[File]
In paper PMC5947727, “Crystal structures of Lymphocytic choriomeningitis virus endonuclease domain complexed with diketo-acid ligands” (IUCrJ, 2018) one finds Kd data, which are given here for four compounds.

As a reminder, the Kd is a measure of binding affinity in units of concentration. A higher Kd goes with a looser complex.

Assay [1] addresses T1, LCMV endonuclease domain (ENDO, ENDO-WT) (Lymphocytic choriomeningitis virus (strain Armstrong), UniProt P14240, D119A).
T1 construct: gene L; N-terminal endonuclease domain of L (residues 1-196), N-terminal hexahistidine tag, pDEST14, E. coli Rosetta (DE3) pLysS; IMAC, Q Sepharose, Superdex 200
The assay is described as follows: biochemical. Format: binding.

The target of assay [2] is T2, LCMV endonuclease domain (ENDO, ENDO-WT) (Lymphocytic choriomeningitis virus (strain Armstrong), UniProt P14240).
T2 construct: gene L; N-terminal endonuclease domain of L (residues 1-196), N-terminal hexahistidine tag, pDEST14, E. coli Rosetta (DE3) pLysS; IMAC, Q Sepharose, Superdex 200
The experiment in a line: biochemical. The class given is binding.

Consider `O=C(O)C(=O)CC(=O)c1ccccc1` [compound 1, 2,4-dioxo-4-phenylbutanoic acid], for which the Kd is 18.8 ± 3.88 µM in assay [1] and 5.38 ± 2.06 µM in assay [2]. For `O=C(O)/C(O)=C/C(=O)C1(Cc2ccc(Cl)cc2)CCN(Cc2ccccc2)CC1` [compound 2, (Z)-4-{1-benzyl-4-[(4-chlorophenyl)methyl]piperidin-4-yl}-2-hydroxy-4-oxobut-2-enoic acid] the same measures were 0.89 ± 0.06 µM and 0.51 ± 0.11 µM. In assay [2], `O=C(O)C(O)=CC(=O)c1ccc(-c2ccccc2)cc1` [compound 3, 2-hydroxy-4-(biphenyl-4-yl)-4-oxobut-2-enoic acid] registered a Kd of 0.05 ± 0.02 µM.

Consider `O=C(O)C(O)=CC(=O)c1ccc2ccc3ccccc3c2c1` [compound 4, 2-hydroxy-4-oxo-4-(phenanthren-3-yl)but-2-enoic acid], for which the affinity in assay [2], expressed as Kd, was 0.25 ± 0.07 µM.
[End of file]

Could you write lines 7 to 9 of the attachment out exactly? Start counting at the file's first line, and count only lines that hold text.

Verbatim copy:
T2 construct: gene L; N-terminal endonuclease domain of L (residues 1-196), N-terminal hexahistidine tag, pDEST14, E. coli Rosetta (DE3) pLysS; IMAC, Q Sepharose, Superdex 200
The experiment in a line: biochemical. The class given is binding.

Consider `O=C(O)C(=O)CC(=O)c1ccccc1` [compound 1, 2,4-dioxo-4-phenylbutanoic acid], for which the Kd is 18.8 ± 3.88 µM in assay [1] and 5.38 ± 2.06 µM in assay [2]. For `O=C(O)/C(O)=C/C(=O)C1(Cc2ccc(Cl)cc2)CCN(Cc2ccccc2)CC1` [compound 2, (Z)-4-{1-benzyl-4-[(4-chlorophenyl)methyl]piperidin-4-yl}-2-hydroxy-4-oxobut-2-enoic acid] the same measures were 0.89 ± 0.06 µM and 0.51 ± 0.11 µM. In assay [2], `O=C(O)C(O)=CC(=O)c1ccc(-c2ccccc2)cc1` [compound 3, 2-hydroxy-4-(biphenyl-4-yl)-4-oxobut-2-enoic acid] registered a Kd of 0.05 ± 0.02 µM.